Whatever their performance category, those black pneumatic donuts in your wheel wells may be the single most complex component on your car. For starters, there’s the tread compound, the exact composition of which is a highly guarded secret. In general, it contains natural rubber, a selection of synthetic rubbers, carbon black (a binder), silica (for wet traction), antioxidants, and waxes (that will migrate to the surface after periods of non-use) to fend off ozone.
Working inward, we find belts wound circumferentially atop the basic radial carcass whose bead-to-bead body plies are typically made of polyester or rayon. Those outer belts are of woven steel strands (often brass-plated for better adhesion to the rubber), nylon and sometimes aramid fibers like Kevlar. Working down toward the rim, we find bead filler rubber (whose stiffness plays a large role in sidewall rigidity) and more hoops of steel wire that form the bead.
After extruded rubber sheets are bonded to the ply materials in a process called calendaring, these elements are wound together on a mandrel to form what’s known as a “green” tire; then it’s off to the molds that are intricately tooled with the tread pattern and sidewall markings. While curing in the mold (12-15 minutes at 300° Fahrenheit would be typical for auto tires; a truck tire, for instance, would cure significantly longer at a lower temperature), the vulcanization process occurs where the rubber forms chemical bonds with reagents to produce a stronger, more resilient finished tire.
How does a performance
Besides the rakish low profile and aggressive tread, one of the key differences of a performance tire is the shape of its so-called crown radius. Looking at a cross section of the tire, that radius would be the arc of the tread from sidewall to sidewall. On a generic passenger tire, that radius would be small, resulting in a rounded tread (picture a tundra tire on a Piper Super Cub in the extreme case). But our performance tire has a large-radius crown, almost appearing flat, so it follows that the tread’s shoulders are more squared off.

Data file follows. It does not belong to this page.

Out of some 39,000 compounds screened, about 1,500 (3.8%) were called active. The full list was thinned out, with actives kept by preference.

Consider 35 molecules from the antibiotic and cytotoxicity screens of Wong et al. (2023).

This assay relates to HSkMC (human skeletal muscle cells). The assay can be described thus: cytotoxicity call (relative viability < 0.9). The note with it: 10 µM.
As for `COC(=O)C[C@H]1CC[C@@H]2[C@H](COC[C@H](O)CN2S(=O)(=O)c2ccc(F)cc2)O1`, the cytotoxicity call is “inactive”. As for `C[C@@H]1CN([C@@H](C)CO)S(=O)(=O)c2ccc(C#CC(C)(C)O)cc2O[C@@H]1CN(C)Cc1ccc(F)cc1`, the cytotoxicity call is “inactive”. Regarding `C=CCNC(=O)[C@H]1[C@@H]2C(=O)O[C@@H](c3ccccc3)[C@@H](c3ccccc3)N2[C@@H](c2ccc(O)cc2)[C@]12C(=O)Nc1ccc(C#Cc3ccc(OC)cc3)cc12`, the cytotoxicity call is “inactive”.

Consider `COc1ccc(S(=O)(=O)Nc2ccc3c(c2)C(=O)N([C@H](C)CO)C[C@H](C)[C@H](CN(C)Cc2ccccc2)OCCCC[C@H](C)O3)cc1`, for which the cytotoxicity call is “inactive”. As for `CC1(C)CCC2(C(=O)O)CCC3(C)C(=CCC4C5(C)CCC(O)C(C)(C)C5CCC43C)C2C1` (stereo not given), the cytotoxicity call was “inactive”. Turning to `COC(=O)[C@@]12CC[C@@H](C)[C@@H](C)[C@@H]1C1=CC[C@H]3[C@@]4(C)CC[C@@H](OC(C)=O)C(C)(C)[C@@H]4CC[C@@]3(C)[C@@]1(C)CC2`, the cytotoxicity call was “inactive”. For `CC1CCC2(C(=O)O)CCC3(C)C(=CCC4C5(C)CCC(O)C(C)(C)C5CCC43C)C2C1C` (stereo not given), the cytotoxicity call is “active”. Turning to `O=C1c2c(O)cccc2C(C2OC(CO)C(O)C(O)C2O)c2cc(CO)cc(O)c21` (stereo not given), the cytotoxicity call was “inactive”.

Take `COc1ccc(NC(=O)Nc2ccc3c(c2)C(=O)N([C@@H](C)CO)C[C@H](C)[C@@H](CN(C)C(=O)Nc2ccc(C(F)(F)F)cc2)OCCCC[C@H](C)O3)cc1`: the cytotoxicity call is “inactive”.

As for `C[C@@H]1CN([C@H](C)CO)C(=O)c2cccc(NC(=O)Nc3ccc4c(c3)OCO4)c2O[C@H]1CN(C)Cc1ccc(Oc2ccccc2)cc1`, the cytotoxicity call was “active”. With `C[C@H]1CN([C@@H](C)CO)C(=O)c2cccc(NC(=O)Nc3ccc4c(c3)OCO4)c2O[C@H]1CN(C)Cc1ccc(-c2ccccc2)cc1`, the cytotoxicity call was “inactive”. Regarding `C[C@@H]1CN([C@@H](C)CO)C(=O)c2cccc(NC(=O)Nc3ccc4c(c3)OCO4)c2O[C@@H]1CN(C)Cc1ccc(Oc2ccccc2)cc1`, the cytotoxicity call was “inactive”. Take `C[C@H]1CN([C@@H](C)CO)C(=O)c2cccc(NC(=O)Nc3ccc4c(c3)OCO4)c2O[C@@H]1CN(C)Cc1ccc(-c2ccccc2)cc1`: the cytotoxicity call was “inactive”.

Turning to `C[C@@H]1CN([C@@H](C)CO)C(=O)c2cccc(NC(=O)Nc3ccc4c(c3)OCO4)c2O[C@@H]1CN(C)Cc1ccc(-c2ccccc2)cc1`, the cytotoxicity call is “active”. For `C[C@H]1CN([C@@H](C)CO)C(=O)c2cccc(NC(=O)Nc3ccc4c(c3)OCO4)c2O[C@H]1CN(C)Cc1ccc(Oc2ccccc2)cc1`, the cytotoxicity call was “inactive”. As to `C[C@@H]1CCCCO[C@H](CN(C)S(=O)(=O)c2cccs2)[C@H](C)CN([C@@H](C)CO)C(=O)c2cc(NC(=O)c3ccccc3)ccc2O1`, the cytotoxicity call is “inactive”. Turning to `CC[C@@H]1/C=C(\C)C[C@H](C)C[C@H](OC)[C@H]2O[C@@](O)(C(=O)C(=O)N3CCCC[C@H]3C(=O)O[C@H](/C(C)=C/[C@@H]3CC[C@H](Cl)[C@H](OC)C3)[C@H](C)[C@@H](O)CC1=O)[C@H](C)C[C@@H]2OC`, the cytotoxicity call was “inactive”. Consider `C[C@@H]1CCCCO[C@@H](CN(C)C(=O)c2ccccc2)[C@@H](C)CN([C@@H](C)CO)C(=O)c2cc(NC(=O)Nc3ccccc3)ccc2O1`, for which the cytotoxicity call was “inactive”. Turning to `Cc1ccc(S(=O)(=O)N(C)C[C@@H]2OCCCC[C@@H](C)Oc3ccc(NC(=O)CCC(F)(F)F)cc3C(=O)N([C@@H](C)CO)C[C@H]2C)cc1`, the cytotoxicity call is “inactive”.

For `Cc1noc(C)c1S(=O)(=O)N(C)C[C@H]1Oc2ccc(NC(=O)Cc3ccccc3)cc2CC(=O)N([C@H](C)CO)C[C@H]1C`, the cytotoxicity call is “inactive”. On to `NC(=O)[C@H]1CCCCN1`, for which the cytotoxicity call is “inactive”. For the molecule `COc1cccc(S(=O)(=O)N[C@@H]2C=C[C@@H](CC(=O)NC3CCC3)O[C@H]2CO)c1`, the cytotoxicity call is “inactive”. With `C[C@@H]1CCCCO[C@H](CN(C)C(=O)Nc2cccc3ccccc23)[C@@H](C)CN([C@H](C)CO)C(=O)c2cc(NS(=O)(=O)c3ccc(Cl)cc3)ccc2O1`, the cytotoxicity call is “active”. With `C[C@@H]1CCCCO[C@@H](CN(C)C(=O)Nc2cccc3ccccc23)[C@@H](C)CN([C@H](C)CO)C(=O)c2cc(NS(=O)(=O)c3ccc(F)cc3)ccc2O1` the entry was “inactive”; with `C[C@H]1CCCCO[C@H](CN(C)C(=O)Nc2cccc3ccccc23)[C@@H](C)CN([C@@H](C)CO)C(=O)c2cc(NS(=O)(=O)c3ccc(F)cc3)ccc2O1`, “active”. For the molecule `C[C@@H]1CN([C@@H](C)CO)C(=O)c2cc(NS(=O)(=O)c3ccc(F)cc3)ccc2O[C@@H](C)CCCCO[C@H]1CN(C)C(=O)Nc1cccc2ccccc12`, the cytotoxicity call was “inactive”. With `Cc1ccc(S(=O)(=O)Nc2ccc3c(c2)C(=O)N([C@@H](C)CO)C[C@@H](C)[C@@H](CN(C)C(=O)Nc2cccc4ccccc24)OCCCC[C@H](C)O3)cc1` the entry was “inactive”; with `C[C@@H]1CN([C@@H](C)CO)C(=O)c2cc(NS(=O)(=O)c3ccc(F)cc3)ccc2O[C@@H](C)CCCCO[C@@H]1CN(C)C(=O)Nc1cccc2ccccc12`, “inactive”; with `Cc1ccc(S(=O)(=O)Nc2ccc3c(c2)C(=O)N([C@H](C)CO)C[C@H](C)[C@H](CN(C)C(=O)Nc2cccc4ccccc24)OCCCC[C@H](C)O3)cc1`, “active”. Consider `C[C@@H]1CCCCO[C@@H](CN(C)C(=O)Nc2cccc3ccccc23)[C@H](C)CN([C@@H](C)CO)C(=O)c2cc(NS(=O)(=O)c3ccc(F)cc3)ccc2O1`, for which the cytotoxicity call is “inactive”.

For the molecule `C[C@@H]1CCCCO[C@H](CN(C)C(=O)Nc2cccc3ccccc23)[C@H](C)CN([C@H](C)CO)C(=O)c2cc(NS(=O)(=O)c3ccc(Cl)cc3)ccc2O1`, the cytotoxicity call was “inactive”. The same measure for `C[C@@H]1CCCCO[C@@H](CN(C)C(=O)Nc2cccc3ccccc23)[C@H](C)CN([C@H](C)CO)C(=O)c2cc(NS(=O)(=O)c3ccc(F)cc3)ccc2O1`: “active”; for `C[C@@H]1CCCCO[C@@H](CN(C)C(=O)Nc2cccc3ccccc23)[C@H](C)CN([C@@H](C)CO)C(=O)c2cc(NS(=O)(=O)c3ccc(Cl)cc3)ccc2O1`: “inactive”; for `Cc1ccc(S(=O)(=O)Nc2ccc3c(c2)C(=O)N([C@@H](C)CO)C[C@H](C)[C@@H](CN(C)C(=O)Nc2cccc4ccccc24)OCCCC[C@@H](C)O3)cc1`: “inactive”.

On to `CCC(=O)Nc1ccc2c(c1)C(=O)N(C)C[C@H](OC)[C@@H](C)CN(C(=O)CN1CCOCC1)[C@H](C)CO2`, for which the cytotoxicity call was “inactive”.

What this means at the oh-so-important contact patch is a shape that’s much more conducive to cornering—wider laterally but shorter longitudinally, versus the opposite for Grandma’s tires on the Camry. Mind you, the area of that contact patch won’t be different, but its optimized shape and stouter interface with a firmer sidewall will provide greater cornering bliss.
A tire’s internal construction affects this, too. According to Rastetter, the steel belts on a UHP-and-above tire are oriented at lower angles to the direction of travel: “The way in which the steel belt is put in the tire is different, and that helps stiffen or support the tread area.”
Performance tires take it to the next step by adding reinforcing materials above the steel—nylon, aramid fibers like Kevlar, and polyamide, a nylon/polyester blend. In the early 1990s, tire manufacturers commonly added a nylon belt maybe a half-inch wider than the steel, wrapped around the steel belt package twice, with some overlap at the splice…a good strategy to contain the belt package from growth at high speeds but bad for making a nice uniform, round tire.
These days, wrap-and-splice is the exception rather than the rule.